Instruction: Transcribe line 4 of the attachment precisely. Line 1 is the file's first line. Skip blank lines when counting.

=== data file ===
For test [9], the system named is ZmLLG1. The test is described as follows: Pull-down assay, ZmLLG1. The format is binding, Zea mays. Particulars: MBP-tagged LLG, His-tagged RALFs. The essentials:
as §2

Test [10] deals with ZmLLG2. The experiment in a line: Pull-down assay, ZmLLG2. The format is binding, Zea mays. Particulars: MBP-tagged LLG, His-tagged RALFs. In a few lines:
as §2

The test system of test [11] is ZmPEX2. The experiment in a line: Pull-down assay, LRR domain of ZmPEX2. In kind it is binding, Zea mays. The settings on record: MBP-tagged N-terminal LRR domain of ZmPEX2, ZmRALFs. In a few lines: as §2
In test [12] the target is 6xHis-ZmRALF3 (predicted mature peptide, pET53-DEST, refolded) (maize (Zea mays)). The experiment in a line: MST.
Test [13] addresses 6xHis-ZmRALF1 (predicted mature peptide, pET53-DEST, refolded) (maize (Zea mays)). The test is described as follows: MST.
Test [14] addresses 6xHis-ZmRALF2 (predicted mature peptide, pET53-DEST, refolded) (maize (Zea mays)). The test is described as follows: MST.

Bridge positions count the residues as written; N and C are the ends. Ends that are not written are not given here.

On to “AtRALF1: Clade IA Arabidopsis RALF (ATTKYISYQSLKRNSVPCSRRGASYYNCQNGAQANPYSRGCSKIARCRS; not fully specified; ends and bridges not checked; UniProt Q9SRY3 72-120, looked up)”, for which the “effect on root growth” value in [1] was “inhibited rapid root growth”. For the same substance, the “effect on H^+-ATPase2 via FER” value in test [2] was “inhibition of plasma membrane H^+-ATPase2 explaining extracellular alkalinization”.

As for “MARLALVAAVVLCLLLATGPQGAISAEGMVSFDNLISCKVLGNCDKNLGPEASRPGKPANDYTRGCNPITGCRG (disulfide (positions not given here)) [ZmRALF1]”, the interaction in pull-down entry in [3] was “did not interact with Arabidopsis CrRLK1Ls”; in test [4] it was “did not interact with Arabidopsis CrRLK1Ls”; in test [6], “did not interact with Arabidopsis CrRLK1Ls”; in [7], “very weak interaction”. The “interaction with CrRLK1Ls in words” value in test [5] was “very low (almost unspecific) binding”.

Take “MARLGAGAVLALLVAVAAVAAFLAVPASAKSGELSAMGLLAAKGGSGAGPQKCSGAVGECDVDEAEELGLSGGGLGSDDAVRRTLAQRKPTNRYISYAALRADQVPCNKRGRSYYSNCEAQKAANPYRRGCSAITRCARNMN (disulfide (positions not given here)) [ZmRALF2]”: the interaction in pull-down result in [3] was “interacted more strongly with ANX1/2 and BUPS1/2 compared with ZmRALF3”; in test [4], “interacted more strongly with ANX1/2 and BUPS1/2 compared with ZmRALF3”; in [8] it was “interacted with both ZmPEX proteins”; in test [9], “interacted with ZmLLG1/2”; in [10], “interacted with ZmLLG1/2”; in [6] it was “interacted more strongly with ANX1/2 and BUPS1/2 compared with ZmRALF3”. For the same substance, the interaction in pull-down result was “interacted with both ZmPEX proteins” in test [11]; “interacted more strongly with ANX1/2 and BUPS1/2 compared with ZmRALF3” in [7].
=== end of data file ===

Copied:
as §2